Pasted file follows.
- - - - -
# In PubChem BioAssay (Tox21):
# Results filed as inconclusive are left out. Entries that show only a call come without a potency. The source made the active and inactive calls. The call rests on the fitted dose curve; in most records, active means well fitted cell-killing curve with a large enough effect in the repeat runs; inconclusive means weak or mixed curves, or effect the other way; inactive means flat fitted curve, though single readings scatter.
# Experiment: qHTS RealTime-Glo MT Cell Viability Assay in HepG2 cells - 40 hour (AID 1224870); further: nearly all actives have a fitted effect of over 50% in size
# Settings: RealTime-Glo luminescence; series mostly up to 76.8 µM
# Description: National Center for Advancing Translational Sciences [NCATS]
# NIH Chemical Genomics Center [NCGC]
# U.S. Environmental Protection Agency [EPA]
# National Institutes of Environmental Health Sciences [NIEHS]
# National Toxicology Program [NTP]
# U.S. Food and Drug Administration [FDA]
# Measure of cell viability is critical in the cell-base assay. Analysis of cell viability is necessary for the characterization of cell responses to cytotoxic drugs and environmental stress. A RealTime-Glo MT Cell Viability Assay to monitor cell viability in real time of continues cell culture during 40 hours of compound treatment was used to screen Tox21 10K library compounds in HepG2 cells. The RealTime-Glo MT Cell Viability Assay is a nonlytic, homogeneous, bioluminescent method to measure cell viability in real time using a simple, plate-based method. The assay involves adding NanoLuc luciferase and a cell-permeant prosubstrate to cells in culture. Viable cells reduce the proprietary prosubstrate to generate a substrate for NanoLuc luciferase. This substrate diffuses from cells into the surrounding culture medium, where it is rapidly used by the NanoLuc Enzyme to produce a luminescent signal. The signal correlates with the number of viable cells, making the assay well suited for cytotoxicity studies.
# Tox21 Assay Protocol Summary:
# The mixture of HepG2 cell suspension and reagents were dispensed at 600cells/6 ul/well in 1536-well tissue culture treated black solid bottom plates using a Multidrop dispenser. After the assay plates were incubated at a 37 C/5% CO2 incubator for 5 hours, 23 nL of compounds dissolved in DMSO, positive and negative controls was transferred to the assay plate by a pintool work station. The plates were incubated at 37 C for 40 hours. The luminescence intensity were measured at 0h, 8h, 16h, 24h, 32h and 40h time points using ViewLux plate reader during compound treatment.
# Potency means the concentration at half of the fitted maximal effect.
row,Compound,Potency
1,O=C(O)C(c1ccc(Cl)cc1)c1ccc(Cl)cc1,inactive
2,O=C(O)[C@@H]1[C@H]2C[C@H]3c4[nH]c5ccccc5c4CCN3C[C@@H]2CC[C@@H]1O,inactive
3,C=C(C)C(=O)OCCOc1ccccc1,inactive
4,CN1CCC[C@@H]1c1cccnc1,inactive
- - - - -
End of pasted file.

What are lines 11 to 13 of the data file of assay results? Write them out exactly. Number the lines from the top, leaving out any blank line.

# Measure of cell viability is critical in the cell-base assay. Analysis of cell viability is necessary for the characterization of cell responses to cytotoxic drugs and environmental stress. A RealTime-Glo MT Cell Viability Assay to monitor cell viability in real time of continues cell culture during 40 hours of compound treatment was used to screen Tox21 10K library compounds in HepG2 cells. The RealTime-Glo MT Cell Viability Assay is a nonlytic, homogeneous, bioluminescent method to measure cell viability in real time using a simple, plate-based method. The assay involves adding NanoLuc luciferase and a cell-permeant prosubstrate to cells in culture. Viable cells reduce the proprietary prosubstrate to generate a substrate for NanoLuc luciferase. This substrate diffuses from cells into the surrounding culture medium, where it is rapidly used by the NanoLuc Enzyme to produce a luminescent signal. The signal correlates with the number of viable cells, making the assay well suited for cytotoxicity studies.
# Tox21 Assay Protocol Summary:
# The mixture of HepG2 cell suspension and reagents were dispensed at 600cells/6 ul/well in 1536-well tissue culture treated black solid bottom plates using a Multidrop dispenser. After the assay plates were incubated at a 37 C/5% CO2 incubator for 5 hours, 23 nL of compounds dissolved in DMSO, positive and negative controls was transferred to the assay plate by a pintool work station. The plates were incubated at 37 C for 40 hours. The luminescence intensity were measured at 0h, 8h, 16h, 24h, 32h and 40h time points using ViewLux plate reader during compound treatment.